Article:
What Car? Insight weekly update – week ten

New car incentive decision is crucial, as 29% say they are delaying a new car purchase

This is the 10th in a series of weekly updates for industry colleagues from Rachael Prasher, managing director of What Car? and Haymarket Automotive.

The early indicators – website traffic, consumer behaviour, enquiries and anecdotal evidence – suggest a V-shaped bounce for June after the near flat-lining of the previous two months.

But will it last over the medium term? There are many reasons why it might not. However, according to our data, one major impediment to the industry’s recovery is an apparent lack of government action on a potential stimulus package.

Just like in 2009, France and Germany were the first governments to announce multi-billion-euro stimulus packages to boost sales. The UK soon followed. It had to.

Eleven years ago, that propped up sales after new car registrations had fallen to 30% of their levels from the previous year. We’re in a deeper dip – significantly deeper.

News of the incentive schemes on the Continent, and subsequent chatter among the industry and in the mainstream press, naturally leaks into the market – and potential car buyers are watching with interest, inevitably impacting sales activity.

Of course, any incentive needs debating and careful consideration, but what’s clear is that the time being used to do this is delaying purchases. Like you, I’m sure, I have seen 6 July mentioned as a possible day for the Government to reveal its plans. It can’t come soon enough; certainty one way or the other is looking increasingly important.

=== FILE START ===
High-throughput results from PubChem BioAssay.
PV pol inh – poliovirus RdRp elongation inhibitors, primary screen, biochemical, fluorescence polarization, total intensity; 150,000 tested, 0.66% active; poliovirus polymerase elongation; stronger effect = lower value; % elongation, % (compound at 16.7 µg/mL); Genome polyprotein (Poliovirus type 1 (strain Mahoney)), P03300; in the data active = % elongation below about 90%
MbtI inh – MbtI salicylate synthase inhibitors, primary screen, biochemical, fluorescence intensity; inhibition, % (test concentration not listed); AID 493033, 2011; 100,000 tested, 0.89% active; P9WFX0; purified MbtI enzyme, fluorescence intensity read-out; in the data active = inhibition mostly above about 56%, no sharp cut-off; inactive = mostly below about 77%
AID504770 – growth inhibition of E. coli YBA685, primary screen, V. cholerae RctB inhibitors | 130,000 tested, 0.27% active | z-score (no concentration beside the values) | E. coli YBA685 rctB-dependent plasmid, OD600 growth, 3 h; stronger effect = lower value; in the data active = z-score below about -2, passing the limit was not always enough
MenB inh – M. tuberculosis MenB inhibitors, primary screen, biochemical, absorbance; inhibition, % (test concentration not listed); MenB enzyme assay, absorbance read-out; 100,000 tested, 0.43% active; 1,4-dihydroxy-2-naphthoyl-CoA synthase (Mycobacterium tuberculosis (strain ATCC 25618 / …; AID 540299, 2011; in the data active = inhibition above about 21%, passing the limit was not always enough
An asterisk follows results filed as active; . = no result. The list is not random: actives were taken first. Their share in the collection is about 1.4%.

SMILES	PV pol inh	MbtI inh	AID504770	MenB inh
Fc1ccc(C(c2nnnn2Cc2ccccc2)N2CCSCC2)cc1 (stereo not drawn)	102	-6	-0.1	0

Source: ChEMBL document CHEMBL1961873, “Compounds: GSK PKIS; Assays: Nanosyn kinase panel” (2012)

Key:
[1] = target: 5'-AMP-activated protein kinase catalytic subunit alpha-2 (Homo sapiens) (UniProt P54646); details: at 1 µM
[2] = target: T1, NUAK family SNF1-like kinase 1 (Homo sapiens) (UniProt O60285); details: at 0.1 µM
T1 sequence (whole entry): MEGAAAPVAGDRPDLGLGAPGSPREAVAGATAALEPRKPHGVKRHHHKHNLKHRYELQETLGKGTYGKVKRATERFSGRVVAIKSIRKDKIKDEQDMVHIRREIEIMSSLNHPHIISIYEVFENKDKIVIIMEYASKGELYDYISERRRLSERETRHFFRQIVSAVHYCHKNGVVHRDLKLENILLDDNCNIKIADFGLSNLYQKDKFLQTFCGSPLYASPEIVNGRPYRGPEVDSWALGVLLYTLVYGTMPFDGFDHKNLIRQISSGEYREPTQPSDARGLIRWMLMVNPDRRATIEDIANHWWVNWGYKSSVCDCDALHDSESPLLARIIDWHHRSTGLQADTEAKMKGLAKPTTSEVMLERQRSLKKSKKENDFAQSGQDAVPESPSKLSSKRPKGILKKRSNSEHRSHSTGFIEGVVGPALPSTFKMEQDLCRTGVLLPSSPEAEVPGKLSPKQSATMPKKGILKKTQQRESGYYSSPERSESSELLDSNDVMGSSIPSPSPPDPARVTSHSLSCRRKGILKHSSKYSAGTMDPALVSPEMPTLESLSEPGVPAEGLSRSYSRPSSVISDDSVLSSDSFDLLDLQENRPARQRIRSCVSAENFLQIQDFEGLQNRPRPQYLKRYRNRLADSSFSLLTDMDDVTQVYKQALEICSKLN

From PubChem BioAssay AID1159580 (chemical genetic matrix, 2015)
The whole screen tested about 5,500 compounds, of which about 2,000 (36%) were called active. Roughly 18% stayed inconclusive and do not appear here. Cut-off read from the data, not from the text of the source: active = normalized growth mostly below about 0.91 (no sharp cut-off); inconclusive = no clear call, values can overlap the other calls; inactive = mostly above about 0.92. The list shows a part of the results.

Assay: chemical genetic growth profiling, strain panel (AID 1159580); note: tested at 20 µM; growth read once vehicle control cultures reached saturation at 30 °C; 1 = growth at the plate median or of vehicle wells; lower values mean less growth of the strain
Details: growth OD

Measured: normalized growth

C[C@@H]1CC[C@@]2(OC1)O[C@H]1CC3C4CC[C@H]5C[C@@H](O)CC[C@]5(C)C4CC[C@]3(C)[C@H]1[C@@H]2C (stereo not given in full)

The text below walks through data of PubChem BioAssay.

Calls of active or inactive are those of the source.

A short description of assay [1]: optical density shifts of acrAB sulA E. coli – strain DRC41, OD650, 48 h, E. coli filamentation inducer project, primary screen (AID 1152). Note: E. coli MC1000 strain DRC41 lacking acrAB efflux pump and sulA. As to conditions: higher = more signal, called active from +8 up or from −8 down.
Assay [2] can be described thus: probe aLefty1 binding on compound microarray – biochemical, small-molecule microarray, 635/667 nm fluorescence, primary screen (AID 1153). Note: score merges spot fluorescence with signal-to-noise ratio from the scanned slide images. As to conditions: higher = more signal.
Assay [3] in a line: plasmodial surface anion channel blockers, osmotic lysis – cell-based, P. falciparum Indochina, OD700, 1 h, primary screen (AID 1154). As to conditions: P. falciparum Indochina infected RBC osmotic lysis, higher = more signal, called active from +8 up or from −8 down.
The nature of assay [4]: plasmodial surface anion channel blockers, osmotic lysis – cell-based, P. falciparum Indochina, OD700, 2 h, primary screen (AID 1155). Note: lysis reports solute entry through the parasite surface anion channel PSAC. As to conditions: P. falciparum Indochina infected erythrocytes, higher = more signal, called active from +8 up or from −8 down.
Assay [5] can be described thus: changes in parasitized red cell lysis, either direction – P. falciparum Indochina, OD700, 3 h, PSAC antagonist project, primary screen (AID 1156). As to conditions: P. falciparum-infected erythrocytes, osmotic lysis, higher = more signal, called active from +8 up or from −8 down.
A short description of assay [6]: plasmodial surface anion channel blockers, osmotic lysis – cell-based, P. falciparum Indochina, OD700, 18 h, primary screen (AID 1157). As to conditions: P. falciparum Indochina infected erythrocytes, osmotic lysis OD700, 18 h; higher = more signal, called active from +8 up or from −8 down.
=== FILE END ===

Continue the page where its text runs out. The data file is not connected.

Alarmingly, our polling this week revealed that just over 29% of those people looking to buy their next car have chosen to delay in the hope of an incentive package along the lines of the scrappage scheme. While the initial bounce since dealerships opened has been welcome, it is clear that clarity here could significantly help to further unlock the market.

Customers are changing brands, spending plans and car types

The nearly 7000 respondents to our weekly consumer behaviour tracker highlighted the potential impact of activity from car manufacturers during lockdown.

A staggering 18.9% of buyers admitted they had changed their minds about what to buy during lockdown and are now looking at a different brand altogether. That doesn’t surprise me.

There was a great piece of analysis by veteran marketeer Peter Field after the 2008 crash. His statistical conclusion was simple: those brands that maintained their ‘share of voice’ enjoyed exponential sales success as spending returned. Those that didn’t, didn’t.

But it isn’t just brand choice that has been impacted. Nearly 10% of respondents admitted they are now looking at models with a lower specification than before and 25% have decided that smaller is better, so they will be downsizing.

And what of budget? Has that changed? Again, the answer is yes. But not just downwards.

For 15%, spending more than originally planned will be the order of the day. On the flipside, 10% have reassessed their finances and reduced their budgets.

The mood music from our audience of researchers is that manufacturers and retailers need to be more nimble-footed and accommodating to capitalise on changing customer perspectives than ever.

Customer impatience continues to build – as does interest in cleaner cars

The number of in-market buyers willing to wait no more than four weeks for a factory delivery has risen week on week. It now stands at 42%.